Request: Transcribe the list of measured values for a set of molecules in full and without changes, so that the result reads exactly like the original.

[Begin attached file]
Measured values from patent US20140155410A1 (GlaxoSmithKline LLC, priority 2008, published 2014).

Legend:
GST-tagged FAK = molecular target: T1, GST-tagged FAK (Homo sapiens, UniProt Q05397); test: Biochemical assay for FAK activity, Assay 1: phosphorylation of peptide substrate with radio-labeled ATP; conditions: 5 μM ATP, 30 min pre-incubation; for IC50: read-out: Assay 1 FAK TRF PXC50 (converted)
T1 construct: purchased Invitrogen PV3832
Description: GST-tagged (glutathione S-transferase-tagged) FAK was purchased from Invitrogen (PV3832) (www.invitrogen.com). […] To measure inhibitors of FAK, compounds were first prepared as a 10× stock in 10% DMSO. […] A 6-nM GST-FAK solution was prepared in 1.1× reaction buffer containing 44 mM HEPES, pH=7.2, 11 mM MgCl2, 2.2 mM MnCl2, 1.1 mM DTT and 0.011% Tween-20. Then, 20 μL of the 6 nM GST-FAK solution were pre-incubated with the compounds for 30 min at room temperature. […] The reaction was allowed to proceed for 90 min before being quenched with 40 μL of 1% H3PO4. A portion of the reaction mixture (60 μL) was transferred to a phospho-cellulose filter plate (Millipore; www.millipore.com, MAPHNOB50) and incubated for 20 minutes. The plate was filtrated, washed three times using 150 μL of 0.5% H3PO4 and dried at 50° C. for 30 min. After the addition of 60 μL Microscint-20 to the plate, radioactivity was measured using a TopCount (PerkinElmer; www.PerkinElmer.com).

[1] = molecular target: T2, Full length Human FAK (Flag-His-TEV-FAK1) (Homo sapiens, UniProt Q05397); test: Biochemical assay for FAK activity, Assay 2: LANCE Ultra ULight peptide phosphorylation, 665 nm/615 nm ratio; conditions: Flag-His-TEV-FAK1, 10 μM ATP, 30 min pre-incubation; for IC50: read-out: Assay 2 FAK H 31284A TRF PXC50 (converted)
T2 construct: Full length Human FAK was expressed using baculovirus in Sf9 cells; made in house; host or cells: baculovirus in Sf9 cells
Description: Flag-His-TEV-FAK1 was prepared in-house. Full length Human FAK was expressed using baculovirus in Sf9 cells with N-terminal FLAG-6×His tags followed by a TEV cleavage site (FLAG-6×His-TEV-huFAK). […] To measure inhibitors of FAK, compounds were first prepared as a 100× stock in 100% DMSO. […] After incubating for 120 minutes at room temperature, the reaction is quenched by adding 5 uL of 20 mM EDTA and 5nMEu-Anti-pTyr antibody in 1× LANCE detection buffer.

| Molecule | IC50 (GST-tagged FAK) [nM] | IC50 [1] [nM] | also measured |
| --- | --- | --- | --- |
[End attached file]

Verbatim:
Measured values from patent US20140155410A1 (GlaxoSmithKline LLC, priority 2008, published 2014).

Legend:
GST-tagged FAK = molecular target: T1, GST-tagged FAK (Homo sapiens, UniProt Q05397); test: Biochemical assay for FAK activity, Assay 1: phosphorylation of peptide substrate with radio-labeled ATP; conditions: 5 μM ATP, 30 min pre-incubation; for IC50: read-out: Assay 1 FAK TRF PXC50 (converted)
T1 construct: purchased Invitrogen PV3832
Description: GST-tagged (glutathione S-transferase-tagged) FAK was purchased from Invitrogen (PV3832) (www.invitrogen.com). […] To measure inhibitors of FAK, compounds were first prepared as a 10× stock in 10% DMSO. […] A 6-nM GST-FAK solution was prepared in 1.1× reaction buffer containing 44 mM HEPES, pH=7.2, 11 mM MgCl2, 2.2 mM MnCl2, 1.1 mM DTT and 0.011% Tween-20. Then, 20 μL of the 6 nM GST-FAK solution were pre-incubated with the compounds for 30 min at room temperature. […] The reaction was allowed to proceed for 90 min before being quenched with 40 μL of 1% H3PO4. A portion of the reaction mixture (60 μL) was transferred to a phospho-cellulose filter plate (Millipore; www.millipore.com, MAPHNOB50) and incubated for 20 minutes. The plate was filtrated, washed three times using 150 μL of 0.5% H3PO4 and dried at 50° C. for 30 min. After the addition of 60 μL Microscint-20 to the plate, radioactivity was measured using a TopCount (PerkinElmer; www.PerkinElmer.com).

[1] = molecular target: T2, Full length Human FAK (Flag-His-TEV-FAK1) (Homo sapiens, UniProt Q05397); test: Biochemical assay for FAK activity, Assay 2: LANCE Ultra ULight peptide phosphorylation, 665 nm/615 nm ratio; conditions: Flag-His-TEV-FAK1, 10 μM ATP, 30 min pre-incubation; for IC50: read-out: Assay 2 FAK H 31284A TRF PXC50 (converted)
T2 construct: Full length Human FAK was expressed using baculovirus in Sf9 cells; made in house; host or cells: baculovirus in Sf9 cells
Description: Flag-His-TEV-FAK1 was prepared in-house. Full length Human FAK was expressed using baculovirus in Sf9 cells with N-terminal FLAG-6×His tags followed by a TEV cleavage site (FLAG-6×His-TEV-huFAK). […] To measure inhibitors of FAK, compounds were first prepared as a 100× stock in 100% DMSO. […] After incubating for 120 minutes at room temperature, the reaction is quenched by adding 5 uL of 20 mM EDTA and 5nMEu-Anti-pTyr antibody in 1× LANCE detection buffer.

| Molecule | IC50 (GST-tagged FAK) [nM] | IC50 [1] [nM] | also measured |
| --- | --- | --- | --- |